Data released this week shows that 413,000 Texans have experienced some form of sexual assault in the past year.
The analysis, conducted by a research team at the University of Texas School of Social Work and Institute for Domestic Violence and Sexual Assault, also estimated that 6.3 million Texans—4.2 million women and 2.1 million men—have experienced a form a sexual assault in their lifetime. In 2003, a similar study found that 1.9 million Texans experienced a form sexual assault in their lifetime.
“It’s alarming that the prevalence of sexual assault has grown significantly since 2003,” Annette Burrhus-Clay, executive director of the Texas Association Against Sexual Assault, said in a statement. “As a state it’s imperative that we devote adequate resources to preventing sexual violence and serving survivor needs…To do otherwise seems both reckless and heartless.”
Noel Busch-Armendariz, lead researcher and associate dean for research at the School of Social Work, called the numbers “staggering.” The increase from 2003, however, isn’t necessarily due to more occurrences, but rather stronger measurements and legal definitions of what constitutes sexual assault and increased awareness over the last decade, Busch-Armendariz said.
“I think that once we started to understand the crime better and we started to describe it better in how we measured it, people say, ‘Oh wow, that happened to me,’” she said.
In addition to the statewide prevalence of sexual assault, the study found that 61 percent of women, and three in 10 men, were assaulted by someone that they were related to or had a close relationship with, such as a spouse or dating partner.
“A lot of times we go after those who commit complete stranger assaults,” Busch-Armendariz said. In situations where a victim is related to or knows his or her assailant, “it makes it really complicated for the victim to report and seek help. They may have a difficult time understanding what happened, that this was a person [they] trusted.”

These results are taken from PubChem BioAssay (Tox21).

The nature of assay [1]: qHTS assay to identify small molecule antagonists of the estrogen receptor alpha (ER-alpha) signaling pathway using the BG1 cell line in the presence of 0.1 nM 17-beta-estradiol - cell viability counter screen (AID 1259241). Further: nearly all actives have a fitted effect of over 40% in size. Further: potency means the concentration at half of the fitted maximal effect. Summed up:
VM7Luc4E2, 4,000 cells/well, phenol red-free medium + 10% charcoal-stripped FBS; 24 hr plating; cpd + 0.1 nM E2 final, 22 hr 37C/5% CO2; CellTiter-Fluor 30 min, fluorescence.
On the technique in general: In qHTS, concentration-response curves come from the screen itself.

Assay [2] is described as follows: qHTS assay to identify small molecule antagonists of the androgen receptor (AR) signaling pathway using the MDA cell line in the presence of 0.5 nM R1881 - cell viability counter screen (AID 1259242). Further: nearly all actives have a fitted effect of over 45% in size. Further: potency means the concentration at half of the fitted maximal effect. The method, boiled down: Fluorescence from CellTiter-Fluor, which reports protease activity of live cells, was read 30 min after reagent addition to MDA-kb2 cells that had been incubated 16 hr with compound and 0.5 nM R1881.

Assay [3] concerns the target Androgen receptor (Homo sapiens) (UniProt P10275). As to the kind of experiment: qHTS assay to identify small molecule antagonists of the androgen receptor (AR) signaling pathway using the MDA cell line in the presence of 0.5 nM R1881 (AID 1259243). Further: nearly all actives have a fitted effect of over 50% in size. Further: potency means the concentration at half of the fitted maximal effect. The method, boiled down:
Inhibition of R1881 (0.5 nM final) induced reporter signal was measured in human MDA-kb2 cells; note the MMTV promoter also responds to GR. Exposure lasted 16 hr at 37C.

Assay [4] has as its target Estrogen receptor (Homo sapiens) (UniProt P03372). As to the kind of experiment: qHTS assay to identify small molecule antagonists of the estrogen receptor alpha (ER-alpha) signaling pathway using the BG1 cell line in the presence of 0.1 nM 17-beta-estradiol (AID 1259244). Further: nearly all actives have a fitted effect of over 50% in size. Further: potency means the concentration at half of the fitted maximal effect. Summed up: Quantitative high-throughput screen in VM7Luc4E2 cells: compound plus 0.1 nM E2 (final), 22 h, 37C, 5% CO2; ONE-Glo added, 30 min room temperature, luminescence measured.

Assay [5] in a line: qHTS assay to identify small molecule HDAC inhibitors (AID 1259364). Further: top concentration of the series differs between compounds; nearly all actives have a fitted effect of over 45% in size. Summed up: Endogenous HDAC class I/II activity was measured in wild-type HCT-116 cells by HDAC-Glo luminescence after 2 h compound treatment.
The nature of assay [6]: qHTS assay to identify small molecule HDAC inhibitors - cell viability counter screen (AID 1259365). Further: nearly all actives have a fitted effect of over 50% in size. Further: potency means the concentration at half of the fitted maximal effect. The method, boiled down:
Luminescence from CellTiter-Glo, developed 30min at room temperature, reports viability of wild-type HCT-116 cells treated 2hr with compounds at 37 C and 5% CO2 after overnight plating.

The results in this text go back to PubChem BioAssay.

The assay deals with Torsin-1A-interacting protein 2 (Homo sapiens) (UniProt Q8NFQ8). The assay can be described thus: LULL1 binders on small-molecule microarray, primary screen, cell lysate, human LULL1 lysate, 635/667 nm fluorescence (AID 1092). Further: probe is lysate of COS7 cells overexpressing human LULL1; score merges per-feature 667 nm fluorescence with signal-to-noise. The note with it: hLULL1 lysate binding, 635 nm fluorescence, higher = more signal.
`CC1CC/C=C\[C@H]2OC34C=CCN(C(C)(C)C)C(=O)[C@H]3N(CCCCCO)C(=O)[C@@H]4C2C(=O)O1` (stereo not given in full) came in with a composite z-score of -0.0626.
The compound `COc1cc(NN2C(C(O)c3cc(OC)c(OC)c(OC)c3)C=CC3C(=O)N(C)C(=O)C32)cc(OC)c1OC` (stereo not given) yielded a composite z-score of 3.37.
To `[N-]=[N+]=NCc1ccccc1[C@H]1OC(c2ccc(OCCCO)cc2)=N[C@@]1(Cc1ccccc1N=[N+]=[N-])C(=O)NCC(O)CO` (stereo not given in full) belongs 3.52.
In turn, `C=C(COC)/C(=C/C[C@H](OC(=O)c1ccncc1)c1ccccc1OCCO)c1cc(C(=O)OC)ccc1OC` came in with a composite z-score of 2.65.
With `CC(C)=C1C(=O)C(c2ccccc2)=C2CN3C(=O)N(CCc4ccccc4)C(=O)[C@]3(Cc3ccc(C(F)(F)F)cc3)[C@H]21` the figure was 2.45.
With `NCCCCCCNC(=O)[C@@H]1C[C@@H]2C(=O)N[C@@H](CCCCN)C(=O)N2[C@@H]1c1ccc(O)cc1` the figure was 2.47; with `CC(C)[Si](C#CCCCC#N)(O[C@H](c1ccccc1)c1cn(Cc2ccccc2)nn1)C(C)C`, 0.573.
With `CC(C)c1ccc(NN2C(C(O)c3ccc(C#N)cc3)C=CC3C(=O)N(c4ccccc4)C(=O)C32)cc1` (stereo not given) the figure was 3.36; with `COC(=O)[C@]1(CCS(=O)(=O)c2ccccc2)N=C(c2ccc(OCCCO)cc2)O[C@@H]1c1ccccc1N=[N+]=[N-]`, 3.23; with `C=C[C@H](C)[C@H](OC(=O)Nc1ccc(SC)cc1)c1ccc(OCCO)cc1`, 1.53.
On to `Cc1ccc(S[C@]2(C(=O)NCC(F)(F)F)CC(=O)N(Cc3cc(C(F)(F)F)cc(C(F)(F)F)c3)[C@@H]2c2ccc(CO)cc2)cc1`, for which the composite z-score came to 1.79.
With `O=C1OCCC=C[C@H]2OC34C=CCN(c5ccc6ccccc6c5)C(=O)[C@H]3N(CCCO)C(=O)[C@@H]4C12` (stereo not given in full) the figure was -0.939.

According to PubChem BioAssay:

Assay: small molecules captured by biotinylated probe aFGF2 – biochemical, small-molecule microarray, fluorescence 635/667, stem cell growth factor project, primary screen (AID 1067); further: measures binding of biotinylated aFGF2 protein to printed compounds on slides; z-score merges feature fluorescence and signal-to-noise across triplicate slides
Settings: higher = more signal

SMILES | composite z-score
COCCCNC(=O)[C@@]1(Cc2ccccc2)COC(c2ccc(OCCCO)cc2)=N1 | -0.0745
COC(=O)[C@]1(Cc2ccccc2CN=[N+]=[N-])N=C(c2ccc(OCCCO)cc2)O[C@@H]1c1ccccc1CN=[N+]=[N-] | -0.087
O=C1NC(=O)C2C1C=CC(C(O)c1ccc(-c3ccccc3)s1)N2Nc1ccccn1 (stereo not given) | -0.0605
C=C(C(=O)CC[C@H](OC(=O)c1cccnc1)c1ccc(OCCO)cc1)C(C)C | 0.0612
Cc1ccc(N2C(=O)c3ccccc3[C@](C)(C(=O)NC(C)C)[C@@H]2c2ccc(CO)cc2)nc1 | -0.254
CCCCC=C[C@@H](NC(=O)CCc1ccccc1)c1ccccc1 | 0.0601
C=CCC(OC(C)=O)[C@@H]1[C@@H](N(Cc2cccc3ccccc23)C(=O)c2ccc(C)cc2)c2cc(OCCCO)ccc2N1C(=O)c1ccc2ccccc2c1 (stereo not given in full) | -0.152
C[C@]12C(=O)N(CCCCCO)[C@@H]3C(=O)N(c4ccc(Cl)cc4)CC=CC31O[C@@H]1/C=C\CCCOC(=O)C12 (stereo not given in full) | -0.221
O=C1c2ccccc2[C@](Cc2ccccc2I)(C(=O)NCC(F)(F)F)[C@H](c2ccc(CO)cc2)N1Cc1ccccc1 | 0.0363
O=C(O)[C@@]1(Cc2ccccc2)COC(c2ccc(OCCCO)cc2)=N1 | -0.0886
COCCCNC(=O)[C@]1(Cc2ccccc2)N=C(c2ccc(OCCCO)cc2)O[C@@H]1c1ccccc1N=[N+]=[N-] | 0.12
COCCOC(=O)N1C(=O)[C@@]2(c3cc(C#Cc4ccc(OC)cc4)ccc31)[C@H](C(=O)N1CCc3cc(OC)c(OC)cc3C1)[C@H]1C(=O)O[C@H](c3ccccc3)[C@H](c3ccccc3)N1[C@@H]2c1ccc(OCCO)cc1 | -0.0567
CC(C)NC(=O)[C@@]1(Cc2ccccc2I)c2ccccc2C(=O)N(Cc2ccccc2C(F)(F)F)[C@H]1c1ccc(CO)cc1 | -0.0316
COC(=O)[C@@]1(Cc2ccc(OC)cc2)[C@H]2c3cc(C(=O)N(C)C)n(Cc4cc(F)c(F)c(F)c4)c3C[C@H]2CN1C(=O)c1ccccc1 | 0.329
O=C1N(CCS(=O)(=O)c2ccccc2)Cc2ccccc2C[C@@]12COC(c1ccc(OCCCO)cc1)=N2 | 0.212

Data also show that only 9 percent of victims reported the assault to law enforcement.
“When victims feel blame or a sense of culpability, they don’t get the help they need and they don’t report the crime to the police,” Busch-Armendariz said. “Then we’re in the perpetual cycle of not being able to hold offenders accountable.”
During the last 12 years, Texas has expanded some support services for survivors, though the state must do more, said Chris Kaiser, staff attorney with the Texas Association Against Sexual Assault. For example, in 2003, the Legislature passed a law allowing sexual assault survivors to seek protective orders.
The state also has strengthened the Crime Victims’ Compensation Program, which helps sexual assault victims cover things like lease termination fees and relocation costs should they need to move away from their assailant. Kaiser also said some local police departments have improved the way they interview victims and witnesses of assault.
“The more we can expand options and meet people where they are, the better able we are to support them and help them follow through the criminal justice process,” Kaiser said.
Funding for things like rape crisis centers and sexual assault nurse examiners remains a challenge. In 2011, a study by the University of Texas’s Institute on Domestic Violence and Sexual Assault led by Busch-Armendariz found that the state spends approximately $42.8 million per year on those services.
“We should be paying attention to this crime. It’s affecting all of us as taxpayers,” Busch-Armendariz said.
This session, multiple measures related to sexual assault are moving through the Legislature. They include House Bill 1102, which would eliminate the civil statute of limitations for childhood sexual assault incidents. Senate Bill 145 by state Sen. Jose Rodriguez (D-El Paso), scheduled for a hearing on Tuesday, would make medical forensic exams free for all sexual assault victims.
On Monday, the House passed a measure by state Rep. Poncho Nevárez (D-Eagle Pass) requiring college campuses to create robust policies for addressing sexual assault, though members voted down an amendment that would’ve created a statewide task force to study the issue. The amendment by state Rep. Donna Howard (D-Austin) on behalf of state Rep. Dawnna Dukes (D-Austin) is identical to Dukes’ House Bill 808, which has yet to be scheduled for a hearing.
“What do we need to do to make sure that this body protects the women in this state?” Howard asked House members as the amendment was defeated Monday.